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Zim smartphone penetration now over 15%, but what exactly is a smartphone?

For all their functionality, feature phones like this Nokia are not considered as smartphones in the tally

Last week Econet released its half year results that carried indicators of the mobile network operator’s performance and placement in telecoms. According to the same report, Zimbabwe now has a smartphone penetration rate that now stands at over 15%.

This is an improvement from the 10% that Econet also referenced in its last financial report earlier this year, but it falls short of the continent-wide 18% smartphone penetration rate cited this year by tech research from IDC.

Statistics on Zimbabwean smartphone penetration have always been hard to substantiate since POTRAZ, the industry regulator does not offer these figures as part of any of its reports on the sector. This results in mobile operators like Econet providing their own summation. The interest is rather obvious.

Like its competitors, Econet has a keen interest in smartphone uptake, largely because it dovetails with the diversification strategies that are now necessary because of the decline in voice call revenue. Econet has even taken steps to improve this smartphone penetration with the aggressive retailing of entry level Android smartphones.

While its easy to work with the Econet figure as the latest official number on smartphone penetration, one thing to bear in mind is the definition of a smartphone used by the network in gathering this data.

The 15% figure, like previous numbers such as the 10% smartphone penetration cited earlier this year, does not include feature phones running older operating systems. This means that Nokia devices running Symbian S40 and S60 (ie your Nokia C3, and X2 models) are not considered as smartphones. It’s not clear if this distinction has been made in other markets in Africa like Kenya with its high smartphone penetration rate.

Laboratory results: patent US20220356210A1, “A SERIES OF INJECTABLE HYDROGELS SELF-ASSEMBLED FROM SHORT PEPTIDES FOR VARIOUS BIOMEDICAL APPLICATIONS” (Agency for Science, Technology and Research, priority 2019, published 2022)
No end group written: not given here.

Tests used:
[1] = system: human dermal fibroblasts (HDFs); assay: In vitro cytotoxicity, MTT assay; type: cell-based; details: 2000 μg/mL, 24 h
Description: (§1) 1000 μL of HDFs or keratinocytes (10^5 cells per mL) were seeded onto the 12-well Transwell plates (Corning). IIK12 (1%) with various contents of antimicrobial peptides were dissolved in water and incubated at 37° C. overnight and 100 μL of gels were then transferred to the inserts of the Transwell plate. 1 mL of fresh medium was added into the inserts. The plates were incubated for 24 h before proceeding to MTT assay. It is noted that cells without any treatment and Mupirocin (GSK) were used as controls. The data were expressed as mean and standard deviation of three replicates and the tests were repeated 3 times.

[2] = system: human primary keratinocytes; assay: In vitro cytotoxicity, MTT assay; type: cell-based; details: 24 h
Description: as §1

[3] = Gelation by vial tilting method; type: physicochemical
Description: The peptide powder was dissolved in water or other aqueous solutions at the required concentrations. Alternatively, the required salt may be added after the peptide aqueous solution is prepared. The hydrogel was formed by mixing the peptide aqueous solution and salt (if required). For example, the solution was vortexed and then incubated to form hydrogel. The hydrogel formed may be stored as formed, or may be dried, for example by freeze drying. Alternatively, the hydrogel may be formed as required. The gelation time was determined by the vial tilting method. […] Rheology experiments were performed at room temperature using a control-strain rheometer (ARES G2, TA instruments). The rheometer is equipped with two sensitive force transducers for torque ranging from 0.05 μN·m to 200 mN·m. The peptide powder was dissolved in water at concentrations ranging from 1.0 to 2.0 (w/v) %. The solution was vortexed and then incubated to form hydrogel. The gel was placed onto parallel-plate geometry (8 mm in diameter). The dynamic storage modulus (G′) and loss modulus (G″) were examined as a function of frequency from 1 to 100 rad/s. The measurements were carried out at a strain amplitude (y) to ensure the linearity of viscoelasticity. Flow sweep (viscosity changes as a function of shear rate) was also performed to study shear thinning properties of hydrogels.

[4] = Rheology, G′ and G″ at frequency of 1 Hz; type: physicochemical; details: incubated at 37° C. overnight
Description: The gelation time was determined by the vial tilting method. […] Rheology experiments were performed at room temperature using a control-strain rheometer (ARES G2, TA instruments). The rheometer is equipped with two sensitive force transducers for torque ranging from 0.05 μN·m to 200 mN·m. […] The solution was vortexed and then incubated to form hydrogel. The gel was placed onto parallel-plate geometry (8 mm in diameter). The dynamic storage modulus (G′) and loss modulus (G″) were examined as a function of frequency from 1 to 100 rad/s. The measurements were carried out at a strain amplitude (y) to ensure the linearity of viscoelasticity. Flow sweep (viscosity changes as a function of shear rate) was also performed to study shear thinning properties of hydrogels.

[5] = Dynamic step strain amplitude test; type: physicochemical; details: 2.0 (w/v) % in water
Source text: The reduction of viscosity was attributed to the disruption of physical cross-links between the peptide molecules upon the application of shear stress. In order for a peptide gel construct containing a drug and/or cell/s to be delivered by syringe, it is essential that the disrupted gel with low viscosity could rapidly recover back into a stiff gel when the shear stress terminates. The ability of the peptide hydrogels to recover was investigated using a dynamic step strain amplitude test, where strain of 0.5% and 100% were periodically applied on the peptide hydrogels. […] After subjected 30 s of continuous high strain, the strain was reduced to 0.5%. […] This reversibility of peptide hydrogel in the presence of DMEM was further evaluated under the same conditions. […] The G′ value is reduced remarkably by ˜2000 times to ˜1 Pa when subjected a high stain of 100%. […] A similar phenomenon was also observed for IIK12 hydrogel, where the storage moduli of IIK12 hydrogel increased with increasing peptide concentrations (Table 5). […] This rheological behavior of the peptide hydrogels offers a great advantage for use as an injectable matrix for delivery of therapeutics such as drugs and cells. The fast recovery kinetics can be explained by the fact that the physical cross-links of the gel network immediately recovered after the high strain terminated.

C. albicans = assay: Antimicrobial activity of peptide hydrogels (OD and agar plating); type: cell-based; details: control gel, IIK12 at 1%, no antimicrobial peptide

Its open to varied interpretations whether these devices are smartphones or not, but they do make up the majority of internet enabled mobile devices in the local market. S40 devices are currently the most common in Zimbabwe, with approximately 34% market share. Including them in a smartphone tally would significantly boost the smartphone penetration.

So does this mean that a device is only considered as a smartphone if it runs on Android, iOS or Windows operating system? What is the definition of a smartphone then? If you have a clear explanation please feel free to comment below.

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5 thoughts on “Zim smartphone penetration now over 15%, but what exactly is a smartphone?

  1. I guess a smartphone has to display certain capabilities for it to be called “smart”. Ideally, (1) a smartphone should be able to operate on several frequency bands that include the latest standards like LTE-A, or jusr LTE; (2) it should display certain level of processing efficiency determined by on board RAM, storage space and processor type, (3) it should have the capability to support all the latest and most popular apps (twitter, whatsapp, facebook, etc)…

    1. Defining a smartphone should be simple gentlemen. A smartphone is a multi-task device with some cellular capabilities. Multi-tasking is usually a software thing…an android device can run more than two applications.

  2. smartphone
    noun: smartphone; plural noun: smartphones; noun: smart-phone; plural noun: smart-phones
    a mobile phone that performs many of the functions of a computer, typically having a touchscreen interface, Internet access, and an operating system capable of running downloaded apps. (source,

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